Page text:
The local furniture industry has been dealt a double blow as a slowdown in consumer spending and a tighter credit market have crippled sales growth, analysts say.
Jean Pierre Verster, an analyst at 36One Asset Management, said the biggest challenge to the furniture industry was the decline in disposable income of consumers, since furniture was a discretionary purchase.
“The easy flow of credit over the past few years stimulated credit sales of furniture,” Verster said. “But now that lending has been tightened, the challenge is to keep up sales growth in the absence of strong credit growth.”
On Friday furniture retailer Lewis said its revenue for the quarter to June rose 4.7 percent year on year.
Lewis chief executive Johan Enslin said the firm’s target market had become cautious due to rising unemployment and uncertainty in the labour market. This created a tough credit environment.
According to Statistics SA’s retail sales data for June, furniture sales declined the most, contracting 2 percent from a year earlier.
In May, Enslin said 75.3 percent of sales were made on credit, up from 68 percent three years ago. The firm also said it would be opening 20 new stores in the next four years, adding to its 617 outlets nationwide.
Verster said the Lewis update pointed to continued tough conditions in the furniture market. “But their revenue growth of 4.7 percent indicates that they are taking market share from competitors,” he said.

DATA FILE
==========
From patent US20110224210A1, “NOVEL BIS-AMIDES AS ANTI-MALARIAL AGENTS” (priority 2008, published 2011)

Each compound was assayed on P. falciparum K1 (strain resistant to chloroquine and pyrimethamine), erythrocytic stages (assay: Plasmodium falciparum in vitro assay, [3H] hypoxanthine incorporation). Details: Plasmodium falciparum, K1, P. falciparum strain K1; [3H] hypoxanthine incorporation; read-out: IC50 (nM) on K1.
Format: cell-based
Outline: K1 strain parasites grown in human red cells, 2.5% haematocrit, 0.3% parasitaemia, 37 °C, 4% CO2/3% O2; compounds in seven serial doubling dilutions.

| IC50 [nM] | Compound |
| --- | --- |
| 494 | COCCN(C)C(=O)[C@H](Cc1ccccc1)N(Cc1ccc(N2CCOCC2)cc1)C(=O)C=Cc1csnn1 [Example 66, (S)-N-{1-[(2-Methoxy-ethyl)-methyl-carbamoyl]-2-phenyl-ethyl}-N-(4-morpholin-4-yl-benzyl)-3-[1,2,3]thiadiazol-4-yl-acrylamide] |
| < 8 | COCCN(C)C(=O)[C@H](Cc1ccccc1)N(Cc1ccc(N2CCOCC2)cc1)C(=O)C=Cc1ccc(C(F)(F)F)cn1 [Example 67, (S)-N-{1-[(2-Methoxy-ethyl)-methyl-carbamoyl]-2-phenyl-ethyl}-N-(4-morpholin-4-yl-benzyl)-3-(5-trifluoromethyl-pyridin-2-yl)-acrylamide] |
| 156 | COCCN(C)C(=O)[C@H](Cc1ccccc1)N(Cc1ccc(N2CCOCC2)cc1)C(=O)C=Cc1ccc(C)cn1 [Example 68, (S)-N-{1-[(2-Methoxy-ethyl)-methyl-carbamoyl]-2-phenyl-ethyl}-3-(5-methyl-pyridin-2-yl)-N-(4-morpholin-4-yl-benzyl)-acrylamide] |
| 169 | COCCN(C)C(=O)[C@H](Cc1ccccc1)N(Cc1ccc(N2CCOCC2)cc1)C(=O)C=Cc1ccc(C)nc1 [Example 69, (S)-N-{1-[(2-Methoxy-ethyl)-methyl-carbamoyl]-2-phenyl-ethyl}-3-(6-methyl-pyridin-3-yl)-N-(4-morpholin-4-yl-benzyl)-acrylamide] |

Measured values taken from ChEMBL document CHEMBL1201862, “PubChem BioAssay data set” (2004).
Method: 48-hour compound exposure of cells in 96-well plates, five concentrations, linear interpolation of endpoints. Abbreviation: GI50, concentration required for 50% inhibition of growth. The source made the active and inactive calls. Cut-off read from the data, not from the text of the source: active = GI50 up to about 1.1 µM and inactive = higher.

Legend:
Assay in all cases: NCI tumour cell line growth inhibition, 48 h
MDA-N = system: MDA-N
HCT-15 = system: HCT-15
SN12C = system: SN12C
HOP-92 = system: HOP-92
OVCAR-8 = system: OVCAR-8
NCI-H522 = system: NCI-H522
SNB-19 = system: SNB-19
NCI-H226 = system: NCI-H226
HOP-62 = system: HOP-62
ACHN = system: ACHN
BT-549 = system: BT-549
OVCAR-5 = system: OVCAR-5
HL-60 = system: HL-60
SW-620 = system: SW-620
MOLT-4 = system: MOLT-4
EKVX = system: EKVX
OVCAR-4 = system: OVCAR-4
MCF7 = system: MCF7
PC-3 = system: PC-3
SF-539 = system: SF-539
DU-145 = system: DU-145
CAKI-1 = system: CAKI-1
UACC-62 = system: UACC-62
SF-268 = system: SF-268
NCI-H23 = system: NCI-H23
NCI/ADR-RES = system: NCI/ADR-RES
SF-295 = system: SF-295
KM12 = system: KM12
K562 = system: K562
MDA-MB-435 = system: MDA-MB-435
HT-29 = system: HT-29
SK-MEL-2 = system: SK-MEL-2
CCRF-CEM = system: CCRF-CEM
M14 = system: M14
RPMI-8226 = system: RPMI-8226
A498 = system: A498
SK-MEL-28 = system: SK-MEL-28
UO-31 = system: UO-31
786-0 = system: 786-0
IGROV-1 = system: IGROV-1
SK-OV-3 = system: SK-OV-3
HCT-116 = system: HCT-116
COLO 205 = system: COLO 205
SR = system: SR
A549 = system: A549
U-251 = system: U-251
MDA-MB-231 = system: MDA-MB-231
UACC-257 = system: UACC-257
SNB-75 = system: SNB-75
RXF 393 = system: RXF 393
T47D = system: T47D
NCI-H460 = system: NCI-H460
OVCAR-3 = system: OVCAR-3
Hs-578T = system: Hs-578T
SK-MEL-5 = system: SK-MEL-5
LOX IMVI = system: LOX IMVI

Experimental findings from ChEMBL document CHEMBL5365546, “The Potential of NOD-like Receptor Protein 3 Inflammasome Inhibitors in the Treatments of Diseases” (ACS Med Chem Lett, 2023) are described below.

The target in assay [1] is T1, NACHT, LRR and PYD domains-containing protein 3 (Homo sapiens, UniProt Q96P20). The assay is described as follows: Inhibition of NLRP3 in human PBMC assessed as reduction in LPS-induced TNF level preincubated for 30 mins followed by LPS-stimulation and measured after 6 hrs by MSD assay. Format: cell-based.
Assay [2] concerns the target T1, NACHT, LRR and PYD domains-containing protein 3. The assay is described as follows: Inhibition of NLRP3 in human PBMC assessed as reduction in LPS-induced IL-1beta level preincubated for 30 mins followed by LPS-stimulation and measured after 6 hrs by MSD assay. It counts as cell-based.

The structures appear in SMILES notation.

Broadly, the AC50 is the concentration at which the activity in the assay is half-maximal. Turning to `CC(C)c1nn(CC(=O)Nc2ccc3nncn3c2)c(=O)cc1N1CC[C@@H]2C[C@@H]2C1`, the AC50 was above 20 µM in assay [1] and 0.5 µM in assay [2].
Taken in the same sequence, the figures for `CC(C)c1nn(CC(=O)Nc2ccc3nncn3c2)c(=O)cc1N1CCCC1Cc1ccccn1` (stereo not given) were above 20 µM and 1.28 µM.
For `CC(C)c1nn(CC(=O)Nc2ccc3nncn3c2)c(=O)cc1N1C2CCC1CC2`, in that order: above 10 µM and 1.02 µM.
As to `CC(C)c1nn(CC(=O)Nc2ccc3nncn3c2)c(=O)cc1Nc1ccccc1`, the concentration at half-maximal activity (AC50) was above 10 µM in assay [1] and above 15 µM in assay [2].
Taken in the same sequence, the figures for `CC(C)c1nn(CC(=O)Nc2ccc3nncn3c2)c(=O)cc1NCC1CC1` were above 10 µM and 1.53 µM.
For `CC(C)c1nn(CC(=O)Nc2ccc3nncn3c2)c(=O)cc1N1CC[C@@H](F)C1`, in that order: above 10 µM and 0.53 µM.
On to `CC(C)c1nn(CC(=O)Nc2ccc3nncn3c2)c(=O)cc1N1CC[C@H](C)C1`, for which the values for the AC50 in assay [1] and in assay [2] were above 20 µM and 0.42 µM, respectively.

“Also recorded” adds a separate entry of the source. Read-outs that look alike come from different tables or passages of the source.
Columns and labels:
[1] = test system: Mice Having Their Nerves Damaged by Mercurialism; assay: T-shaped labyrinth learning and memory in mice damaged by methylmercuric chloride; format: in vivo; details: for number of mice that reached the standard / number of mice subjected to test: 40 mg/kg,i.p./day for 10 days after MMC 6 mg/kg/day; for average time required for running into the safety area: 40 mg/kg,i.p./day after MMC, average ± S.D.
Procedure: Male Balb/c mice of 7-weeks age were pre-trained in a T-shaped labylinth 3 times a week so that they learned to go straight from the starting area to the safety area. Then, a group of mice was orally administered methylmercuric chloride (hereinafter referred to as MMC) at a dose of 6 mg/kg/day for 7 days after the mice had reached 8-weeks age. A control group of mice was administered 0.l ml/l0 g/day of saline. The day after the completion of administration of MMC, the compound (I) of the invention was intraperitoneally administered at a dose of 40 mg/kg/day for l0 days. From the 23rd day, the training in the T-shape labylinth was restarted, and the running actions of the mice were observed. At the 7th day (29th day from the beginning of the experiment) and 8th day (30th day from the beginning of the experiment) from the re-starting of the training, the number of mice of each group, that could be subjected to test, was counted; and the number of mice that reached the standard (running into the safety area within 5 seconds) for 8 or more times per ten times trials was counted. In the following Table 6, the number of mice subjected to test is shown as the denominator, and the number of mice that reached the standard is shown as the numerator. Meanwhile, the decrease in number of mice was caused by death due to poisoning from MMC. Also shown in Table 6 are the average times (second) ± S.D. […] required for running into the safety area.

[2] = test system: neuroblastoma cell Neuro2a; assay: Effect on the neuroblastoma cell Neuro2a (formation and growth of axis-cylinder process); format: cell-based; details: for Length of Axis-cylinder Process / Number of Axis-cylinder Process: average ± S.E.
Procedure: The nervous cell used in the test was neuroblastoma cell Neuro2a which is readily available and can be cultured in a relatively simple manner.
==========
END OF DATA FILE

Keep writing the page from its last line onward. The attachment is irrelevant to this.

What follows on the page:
Verster said consumers were under pressure from rising fuel and food prices, while income remained stagnant. This affected lower-income workers the most as they had less disposable income.
Consumers had seen the benefit of seeking credit from lenders that specialised in credit, as opposed to retailers that also supplied credit, like Lewis and Ellerines, he said.
Earlier this month unsecured lender African Bank Investments Limited (Abil) said it would sell its furniture retailer, Ellerines, which had consistently underperformed. In June Abil wrote off bad loans, leading its share price to drop 53.4 percent to R15.
“The idea of a retailer that also gives credit was attractive because you would leave the store with a new couch and cash in your pocket,” Verster said.
In February, furniture retailer JD Group said its unsecured loan book had more than doubled to R2.2 billion in the six months to December from R1bn in June last year, while the overall loan book had increased by 30 percent to R9.5bn in the period. But the retailer said it would put more emphasis on the accuracy of credit affordability calculations to avoid reckless lending after the National Credit Regulator said it would increase scrutiny of lenders.
JD Group owns chains such as Joshua Doore, Barnetts, Russells and Hi-Fi Corp.
Gryphon Asset Management analyst Cassie Treurnicht said lower living standards measure (LSM) individuals had been most affected by the clampdown on credit. “Higher LSM groups don’t really buy on credit.”
He said retail sales figures showed the bad state of the economy. There needed to be government intervention, as it had been holding out on providing economic relief to lower-income individuals.
Lewis gained 0.75 percent to close at R59.15 on Friday.